Kavanagh: Do you want to see Conor’s best performances or hear his best soundbites?


In his column with The42.ie yesterday, John Kavanagh spoke about the plight currently facing UFC featherweight champion, Conor McGregor. Kavanagh appeared perplexed that the UFC were willing to jeopardise the SBG fighter’s chances by forcing him to attend media duties, instead of focusing on training for the biggest event of the year:

“Having put a meticulous plan in place for Conor’s preparations for the fight, this didn’t suit us at all… Going over to Vegas would have completely destroyed that. Do you want to see Conor’s best performances or hear his best soundbites?

A fair point from a neutral perspective, assuming that the sheer amount of promotion McGregor engages in can’t be conducive to a well-versed training regimen. But as we’ve learned over the course of this latest drama, the UFC don’t see it like that. Since the news broke, Dana White has argued that every fighter on the card – including McGregor’s opponent, Nate Diaz – turned up for the presser except the Irishman. Kavanagh offered a fairly definitive rebuttal to White’s comments:

“Nate Diaz could have driven there from his house. Conor lives in Dublin and is currently training in Iceland, which isn’t quite as close to Las Vegas as Stockton is. At least it wasn’t when I last checked.”

His statement makes it difficult not to sympathise with McGregor, given that this would have affected his preparations to a far greater degree than most. The travel and time zones involved meant McGregor would take far longer to get back to the grind than Diaz, who trains much closer to Vegas. The McGregor camp also tried to negotiate a compromise with the UFC but were met with the same outcome, as Kavanagh continued:

“He offered to do a press conference in New York instead, which would be halfway for both him and Diaz. It’s a six-hour flight, you could do it in a weekend. But that was rejected by the UFC. It was all or nothing. Conor went with nothing.”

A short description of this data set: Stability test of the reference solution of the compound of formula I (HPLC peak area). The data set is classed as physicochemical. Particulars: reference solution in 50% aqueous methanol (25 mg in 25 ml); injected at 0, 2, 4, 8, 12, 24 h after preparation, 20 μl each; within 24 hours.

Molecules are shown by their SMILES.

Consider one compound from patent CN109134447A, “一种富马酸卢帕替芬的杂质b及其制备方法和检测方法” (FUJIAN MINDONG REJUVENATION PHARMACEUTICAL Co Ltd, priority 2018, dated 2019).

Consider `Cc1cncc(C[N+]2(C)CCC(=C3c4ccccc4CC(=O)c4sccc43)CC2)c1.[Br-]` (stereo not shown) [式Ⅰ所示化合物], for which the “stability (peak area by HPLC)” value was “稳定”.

McGregor’s ingenuity and relentless nature in promoting fights, as well as marketing himself and the company, may lead some corners to believe that this has become the main aspect of “the game” for the polarising Dubliner. Far from the case, in Kavanagh’s eyes, whose view was somewhat refreshing in a time where MMA is being likened to WWE by many casual viewers:

“However, we felt that going to Vegas at this juncture would be detrimental to Conor’s preparations and his chances of winning an extremely important fight… Nothing is more important than the contest.”

Kavanagh went on to further rationalise his fighter’s actions with a rather tongue-in-cheek metaphor, alluding to why McGregor deserves what some would call “special treatment” from the UFC:

“If one employee is bringing in the same amount of money as all the other employees combined, he’s going to get a bigger office. That’s life.”

As for the chances of a surprise return to the flagship event of 2016, Kavanagh was unoptimistic but maintained that it would still be business as usual in terms of preparation:

“At this stage, I think the only way Conor will feature at UFC 200 is if he’s a late replacement for someone else. We’re still training twice a day, aiming for 9 July.”

Love him or hate him, the “Notorious” is undoubtedly the biggest star in MMA at the moment and it’s hard to deny that UFC 200 would be a grander spectacle with his name on the guest list.

Salon-quality hair and a right foot that could open a tin of peas. Twitter: @ahayde7

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